ANOVA showed no statistically significant differences of the measured outer diameters and axial forces (*P* >> 0.05) between the six RCAs in the transmural pressure range of 20–200 mmHg. Hence, the data were grouped together and expressed as means ± SE (averaged over six hearts). Figure 1, *A* and *B*, shows the data for the circumferential first Piola-Kirchhoff stresses (*T*_{θθ}) as a function of the circumferential stretch ratios (*λ*_{θ}) at *λ*_{z} of 1.3 and 1.5, respectively. Figure 2, *A* and *B*, shows the axial first Piola-Kirchhoff stresses (*T*_{zz}) as a function of λ_{θ} at λ_{z} of 1.3 and 1.5 in correspondence with Fig. 1, *A* and *B*. The square markers, triangle markers, and thin solid line with error bars of SE values in Figs. 1 and 2 represent the experimental total, passive, and active stresses, respectively, whereas the thick dot, dash, and solid lines refer to the theoretical values accordingly.

Table 1 summarizes material constants of the passive energy function (*Eq. 1*), whereas Table 2 lists material constants of the K^{+}-induced active strain energy function (*Eq. 2*) for the six RCAs. The mean ± SE values of the outer diameters at transmural pressure of 80 mmHg in the active state were 3.41 ± 0.17 and 3.28 ± 0.24 mm at λ_{z} of 1.3 and 1.5, respectively, which were smaller than those in the passive state (i.e., 4.01 ± 0.16, *P* < 0.05; and 3.75 ± 0.20 mm, *P* = 0.16, respectively). Moreover, the mean ± SE values of the inner and outer diameters in no-load state are 1.69 ± 0.04 mm and 2.25 ± 0.08 mm, respectively, whereas the opening angles in zero-stress state have values of 126 ± 22°. At λ_{z} of 1.3 and pressure of 80 mmHg, the mean circumferential stress and strain (averaged through the wall) were 40.3 kPa and 0.80 in passive state and 35.9 kPa and 0.58 in active state, respectively. Given the decreased inner diameter and increased wall thickness, the isobaric constriction significantly decreased mean circumferential stress and strain.

## DISCUSSION

#### Active strain energy function.

A good fit of experimental measurements in Ca^{2+}-free-induced vasodilation was obtained from Fung's passive model (*W*_{passive} in *Eq. 1*), as shown in Table 1 consistent with previous studies (23, 30). Unlike the passive strain energy function (5), the major obstacle for an active strain energy function at basal vessel tone is that one strain can sometimes correspond to more than one stress (12). The K^{+}-induced vasoconstriction overcomes this issue and shows similar pseudoelastic properties to the vasodilated state (3, 4, 21). Hence, we proposed an active strain energy function of K^{+}-induced SMC contraction in the circumferential and axial directions (*W*_{active} in *Eq. 2*), which was curve fitted to the biaxial mechanical measurements in RCAs. The biaxial experiment results in good fit to *Eq. 2* in physiological pressure range, as shown in Table 2.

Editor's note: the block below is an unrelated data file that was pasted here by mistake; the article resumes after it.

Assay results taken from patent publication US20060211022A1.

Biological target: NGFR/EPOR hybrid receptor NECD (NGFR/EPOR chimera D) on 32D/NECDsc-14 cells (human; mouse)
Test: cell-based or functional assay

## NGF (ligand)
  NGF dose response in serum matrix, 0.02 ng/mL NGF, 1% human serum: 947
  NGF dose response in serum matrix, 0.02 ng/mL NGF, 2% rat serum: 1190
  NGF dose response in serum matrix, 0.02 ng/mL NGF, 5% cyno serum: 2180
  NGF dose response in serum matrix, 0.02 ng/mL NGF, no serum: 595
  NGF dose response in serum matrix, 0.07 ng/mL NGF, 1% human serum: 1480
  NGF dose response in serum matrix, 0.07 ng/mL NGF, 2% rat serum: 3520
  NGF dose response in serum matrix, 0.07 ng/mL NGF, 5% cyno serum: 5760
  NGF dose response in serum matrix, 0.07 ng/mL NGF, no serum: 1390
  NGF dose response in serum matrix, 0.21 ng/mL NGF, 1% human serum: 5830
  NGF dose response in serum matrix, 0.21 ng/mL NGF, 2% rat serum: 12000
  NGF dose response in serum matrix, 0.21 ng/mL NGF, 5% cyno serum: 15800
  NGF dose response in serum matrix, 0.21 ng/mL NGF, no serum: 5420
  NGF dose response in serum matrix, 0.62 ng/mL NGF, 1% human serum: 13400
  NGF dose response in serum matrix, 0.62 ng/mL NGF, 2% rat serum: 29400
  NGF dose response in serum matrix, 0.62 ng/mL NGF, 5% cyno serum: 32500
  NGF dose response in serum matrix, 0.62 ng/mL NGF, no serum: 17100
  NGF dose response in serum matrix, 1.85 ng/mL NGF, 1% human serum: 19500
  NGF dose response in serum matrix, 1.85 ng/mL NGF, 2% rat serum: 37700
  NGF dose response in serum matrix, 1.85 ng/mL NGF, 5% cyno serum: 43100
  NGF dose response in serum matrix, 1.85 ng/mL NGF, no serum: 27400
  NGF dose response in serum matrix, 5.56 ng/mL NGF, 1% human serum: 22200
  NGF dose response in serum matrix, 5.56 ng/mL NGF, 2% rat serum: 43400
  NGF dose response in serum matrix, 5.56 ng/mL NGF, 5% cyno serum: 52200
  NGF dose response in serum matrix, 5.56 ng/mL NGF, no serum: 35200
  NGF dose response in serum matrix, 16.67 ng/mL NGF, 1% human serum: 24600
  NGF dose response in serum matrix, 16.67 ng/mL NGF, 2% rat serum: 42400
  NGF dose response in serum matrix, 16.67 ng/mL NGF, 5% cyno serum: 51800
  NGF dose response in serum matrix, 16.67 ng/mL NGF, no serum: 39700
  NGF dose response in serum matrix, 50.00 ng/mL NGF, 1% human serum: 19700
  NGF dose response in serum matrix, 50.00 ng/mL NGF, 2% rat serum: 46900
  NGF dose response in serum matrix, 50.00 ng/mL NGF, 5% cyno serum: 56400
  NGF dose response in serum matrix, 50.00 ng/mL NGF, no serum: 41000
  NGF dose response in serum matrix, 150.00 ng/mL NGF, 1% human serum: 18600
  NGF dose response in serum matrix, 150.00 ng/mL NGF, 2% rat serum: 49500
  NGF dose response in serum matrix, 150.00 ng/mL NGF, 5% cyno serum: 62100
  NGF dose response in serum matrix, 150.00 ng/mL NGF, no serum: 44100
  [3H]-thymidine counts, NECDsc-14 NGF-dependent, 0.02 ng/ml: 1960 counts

As the transmural pressure increases in physiological pressure range, the active stress-strain relationship is expressed as the Gaussian (normal) distribution, which has a maximal value when the passive and active pressures are in the range of 80–100 and 140–160 mmHg, respectively, as shown in Figs. 1 and 2. This relationship is consistent with the sliding actin-myosin molecules, where the number of active cross bridges is proportional to the active stress (5, 21). Although SMC contraction shows an in vitro optimal point at the passive pressure of 80–100 mmHg and at the active pressure of 140–160 mmHg, the in vivo optimal point for SMC contraction in coronary arteries needs further study.

The second derivative of the active strain energy function with respect to strain needs to be positive definite, i.e.,
*b*′ for *Eq. 2*, to satisfy the physical requirements of hyperelasticity (22).
*b*′ for *Eq. 2* is achievable as λ_{θ} < 1.64 at λ_{z} = 1.3 or λ_{θ} < 1.54 at λ_{z} = 1.5 (see *material constants* in Table 2). Hence, the proposed active strain energy function is convex and ensures physically meaningful mechanical behavior. The Fung's two-dimensional passive strain energy function is also found to be convex because material constants *C*_{1} > 0, *a*_{1} > 0, *a*_{2} > 0, and *a*_{1}*a*_{2} > *a*_{4}^{2}, as shown in Table 1.

#### Comparison with other active constitutive models.

In the physiological range of loading, parabolic function (6, 24, 36) and Gaussian (normal) distribution (1, 2, 28) were used to account for the active length-tension relationship of chemically induced SMC contraction only in the circumferential direction and did not consider the axial direction. In the circumferential direction, a combination of the passive tension and active tension multiplied by various sigmoidal regulation curves was assumed to predict the vasomotion at baseline (1, 2, 9). Experimental measurements, however, have shown that SMC contraction can generate active stresses in both circumferential and axial directions (27). Hence, multi-dimensional active constitutive relationships are required to capture the experimental measurements. Based on a biaxial mechanical test for basilar and carotid arteries, Wagner and Humphrey proposed two separate Gaussian relationships for *T*_{θθ} − λ_{θ} and *T*_{zz} − λ_{z} but did not consider the interaction of stresses and strains in different directions (29).